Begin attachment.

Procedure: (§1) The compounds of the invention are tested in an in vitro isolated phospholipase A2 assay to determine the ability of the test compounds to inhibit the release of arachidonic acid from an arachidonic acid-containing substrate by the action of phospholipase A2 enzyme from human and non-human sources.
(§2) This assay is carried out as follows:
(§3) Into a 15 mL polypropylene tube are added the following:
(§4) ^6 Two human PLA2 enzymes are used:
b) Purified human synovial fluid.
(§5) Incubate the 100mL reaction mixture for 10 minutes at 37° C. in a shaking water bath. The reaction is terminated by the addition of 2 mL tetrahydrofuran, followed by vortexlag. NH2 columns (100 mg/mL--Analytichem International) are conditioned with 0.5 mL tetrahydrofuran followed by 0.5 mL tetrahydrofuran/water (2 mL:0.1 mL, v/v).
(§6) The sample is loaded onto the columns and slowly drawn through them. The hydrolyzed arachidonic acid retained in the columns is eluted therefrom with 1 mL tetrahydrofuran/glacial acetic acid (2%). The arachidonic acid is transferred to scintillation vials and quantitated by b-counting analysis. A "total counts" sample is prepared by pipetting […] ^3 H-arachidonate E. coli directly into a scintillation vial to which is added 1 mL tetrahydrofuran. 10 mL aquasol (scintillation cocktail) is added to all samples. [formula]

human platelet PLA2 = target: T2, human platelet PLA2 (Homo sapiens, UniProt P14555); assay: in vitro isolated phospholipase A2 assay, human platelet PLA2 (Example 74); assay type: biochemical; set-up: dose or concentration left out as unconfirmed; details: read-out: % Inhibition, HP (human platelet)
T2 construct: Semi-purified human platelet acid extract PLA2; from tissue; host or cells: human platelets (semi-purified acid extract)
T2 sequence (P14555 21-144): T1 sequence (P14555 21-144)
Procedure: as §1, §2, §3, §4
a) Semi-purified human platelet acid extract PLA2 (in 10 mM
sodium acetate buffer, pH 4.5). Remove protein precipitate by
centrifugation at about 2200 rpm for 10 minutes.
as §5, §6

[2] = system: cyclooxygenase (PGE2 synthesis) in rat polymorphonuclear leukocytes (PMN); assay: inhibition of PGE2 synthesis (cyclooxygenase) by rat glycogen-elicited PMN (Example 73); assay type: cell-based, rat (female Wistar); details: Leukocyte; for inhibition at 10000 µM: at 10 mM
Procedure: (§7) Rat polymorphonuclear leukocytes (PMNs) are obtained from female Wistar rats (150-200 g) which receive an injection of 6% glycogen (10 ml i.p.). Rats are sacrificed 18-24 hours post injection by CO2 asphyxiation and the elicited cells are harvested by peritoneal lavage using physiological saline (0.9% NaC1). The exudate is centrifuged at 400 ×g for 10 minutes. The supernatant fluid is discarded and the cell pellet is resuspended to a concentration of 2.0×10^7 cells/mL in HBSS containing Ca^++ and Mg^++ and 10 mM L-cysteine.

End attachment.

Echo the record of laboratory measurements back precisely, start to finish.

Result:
Procedure: (§1) The compounds of the invention are tested in an in vitro isolated phospholipase A2 assay to determine the ability of the test compounds to inhibit the release of arachidonic acid from an arachidonic acid-containing substrate by the action of phospholipase A2 enzyme from human and non-human sources.
(§2) This assay is carried out as follows:
(§3) Into a 15 mL polypropylene tube are added the following:
(§4) ^6 Two human PLA2 enzymes are used:
b) Purified human synovial fluid.
(§5) Incubate the 100mL reaction mixture for 10 minutes at 37° C. in a shaking water bath. The reaction is terminated by the addition of 2 mL tetrahydrofuran, followed by vortexlag. NH2 columns (100 mg/mL--Analytichem International) are conditioned with 0.5 mL tetrahydrofuran followed by 0.5 mL tetrahydrofuran/water (2 mL:0.1 mL, v/v).
(§6) The sample is loaded onto the columns and slowly drawn through them. The hydrolyzed arachidonic acid retained in the columns is eluted therefrom with 1 mL tetrahydrofuran/glacial acetic acid (2%). The arachidonic acid is transferred to scintillation vials and quantitated by b-counting analysis. A "total counts" sample is prepared by pipetting […] ^3 H-arachidonate E. coli directly into a scintillation vial to which is added 1 mL tetrahydrofuran. 10 mL aquasol (scintillation cocktail) is added to all samples. [formula]

human platelet PLA2 = target: T2, human platelet PLA2 (Homo sapiens, UniProt P14555); assay: in vitro isolated phospholipase A2 assay, human platelet PLA2 (Example 74); assay type: biochemical; set-up: dose or concentration left out as unconfirmed; details: read-out: % Inhibition, HP (human platelet)
T2 construct: Semi-purified human platelet acid extract PLA2; from tissue; host or cells: human platelets (semi-purified acid extract)
T2 sequence (P14555 21-144): T1 sequence (P14555 21-144)
Procedure: as §1, §2, §3, §4
a) Semi-purified human platelet acid extract PLA2 (in 10 mM
sodium acetate buffer, pH 4.5). Remove protein precipitate by
centrifugation at about 2200 rpm for 10 minutes.
as §5, §6

[2] = system: cyclooxygenase (PGE2 synthesis) in rat polymorphonuclear leukocytes (PMN); assay: inhibition of PGE2 synthesis (cyclooxygenase) by rat glycogen-elicited PMN (Example 73); assay type: cell-based, rat (female Wistar); details: Leukocyte; for inhibition at 10000 µM: at 10 mM
Procedure: (§7) Rat polymorphonuclear leukocytes (PMNs) are obtained from female Wistar rats (150-200 g) which receive an injection of 6% glycogen (10 ml i.p.). Rats are sacrificed 18-24 hours post injection by CO2 asphyxiation and the elicited cells are harvested by peritoneal lavage using physiological saline (0.9% NaC1). The exudate is centrifuged at 400 ×g for 10 minutes. The supernatant fluid is discarded and the cell pellet is resuspended to a concentration of 2.0×10^7 cells/mL in HBSS containing Ca^++ and Mg^++ and 10 mM L-cysteine.